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Three Sisters

From Oregon Hikers Field Guide

View of the Three Sisters from nearby Mount Scott (cfm)

The Three Sisters are the dominant mountains in the Cascades south of Mount Jefferson and east of Eugene. They are an ever-present feature of the skyline from the city of Bend.

Contents

Volcanic History

The Three Sisters area has a long, complicated eruptive history. North Sister, the oldest of the trio, has been inactive for over 100,000 years. Middle Sister was last active 10—12,000 years ago. While the main cone at South Sister is probably 25,000 years old, the most recent activity may be as little as 2,000 years old. A bulge in the terrain three miles west of South Sister grew about half an inch a year from the mid-1990s but had almost halted growing by 2015.

Climbing Information

North Sister is a difficult summit, only reachable by people with the appropriate climbing equipment and experience.

Middle Sister is a fairly routine but long scramble in good weather. Probably the the most common route is via the Hayden Glacier on the east side to the north ridge and then to the summit.

The summit of South Sister on the other hand, is reachable by a normal hiking trail. You'll need a lot of stamina and water, but no special equipment. The hike begins at the Devils Lake Trailhead and climbs 4900 feet in 5.5 miles to the summit.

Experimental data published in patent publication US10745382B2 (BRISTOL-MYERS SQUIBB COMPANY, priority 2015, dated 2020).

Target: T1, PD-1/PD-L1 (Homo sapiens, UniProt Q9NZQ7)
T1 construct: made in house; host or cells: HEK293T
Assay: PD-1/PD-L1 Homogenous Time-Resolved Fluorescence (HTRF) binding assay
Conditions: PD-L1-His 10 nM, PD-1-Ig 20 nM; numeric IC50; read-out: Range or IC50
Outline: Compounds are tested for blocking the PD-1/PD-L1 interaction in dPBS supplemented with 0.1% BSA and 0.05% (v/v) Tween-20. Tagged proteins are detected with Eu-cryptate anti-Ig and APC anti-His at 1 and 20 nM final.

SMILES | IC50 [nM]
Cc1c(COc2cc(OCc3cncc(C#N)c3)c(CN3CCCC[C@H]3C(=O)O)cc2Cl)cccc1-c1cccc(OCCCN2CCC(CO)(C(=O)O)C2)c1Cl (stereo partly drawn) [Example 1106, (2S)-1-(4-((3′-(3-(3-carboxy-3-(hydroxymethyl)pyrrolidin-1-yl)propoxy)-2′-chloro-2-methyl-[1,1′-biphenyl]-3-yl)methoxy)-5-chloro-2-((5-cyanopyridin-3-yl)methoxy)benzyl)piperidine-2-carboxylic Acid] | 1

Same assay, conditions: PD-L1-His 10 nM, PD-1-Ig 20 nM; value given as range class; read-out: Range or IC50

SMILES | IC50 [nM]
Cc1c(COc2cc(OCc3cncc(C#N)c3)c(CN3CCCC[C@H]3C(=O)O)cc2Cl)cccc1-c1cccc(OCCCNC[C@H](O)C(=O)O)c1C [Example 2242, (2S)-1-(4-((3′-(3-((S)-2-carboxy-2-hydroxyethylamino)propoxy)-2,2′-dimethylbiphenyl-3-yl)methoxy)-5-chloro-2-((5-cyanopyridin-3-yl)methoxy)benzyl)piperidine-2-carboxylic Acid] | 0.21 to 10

Hiking notes

The Three Sisters lie in the middle of the appropriately named Three Sisters Wilderness. All visitors in the area must fill out a free wilderness permit. All motorized vehicles or tools are prohibited.

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Contributors

Oregon Hikers Field Guide is built as a collaborative effort by its user community. While we make every effort to fact-check, information found here should be considered anecdotal. You should cross-check against other references before planning a hike. Trail routing and conditions are subject to change. Please contact us if you notice errors on this page.

Hiking is a potentially risky activity, and the entire risk for users of this field guide is assumed by the user, and in no event shall Trailkeepers of Oregon be liable for any injury or damages suffered as a result of relying on content in this field guide. All content posted on the field guide becomes the property of Trailkeepers of Oregon, and may not be used without permission.